Powell, M., et al. Demonstrating the potential of a novel spider venom-based biopesticide for target-specific control of the small hive beetle, a serious pest of the European honeybee.10.1007/s10340-019-01143-3, 1-2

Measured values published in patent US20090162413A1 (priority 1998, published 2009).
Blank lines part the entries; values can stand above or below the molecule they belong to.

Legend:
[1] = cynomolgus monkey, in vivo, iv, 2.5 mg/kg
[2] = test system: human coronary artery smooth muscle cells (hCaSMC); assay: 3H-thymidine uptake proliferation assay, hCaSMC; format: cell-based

The parasitic small hive beetle (Aethina tumida) feeds on pollen, honey and brood of the European honey bee (Apis mellifera); establishment in North America and Australia has resulted in severe economic damage to the apiculture industry. We report potential for the “in-hive” use of a novel biopesticide that is toxic to this invasive beetle pest but harmless to honeybees. Constructs encoding the spider venom neurotoxin ω-hexatoxin-Hv1a (Hv1a) linked to the N- or C-terminus of snowdrop lectin (GNA) were used to produce recombinant Hv1a/GNA and GNA/Hv1a fusion proteins. Both were similarly toxic to beetles by injection (respective LD50s 1.5 and 0.9 nmoles/g larvae), whereas no effects on adult honeybee survival were observed at injection doses of > 200 nmoles/g insect. When fed to A. tumida larvae, GNA/Hv1a was significantly more effective than Hv1a/GNA (LC50s of 0.52 and 1.14 mg/ml diet, respectively), whereas both proteins were similarly toxic to adults. Results suggested that the reduced efficacy of Hv1a/GNA against larvae was attributable to differences in the susceptibility of the fusion proteins to cleavage by gut serine proteases. In laboratory assays, A. tumida larval survival was significantly reduced when brood, inoculated with eggs, was treated with GNA/Hv1a.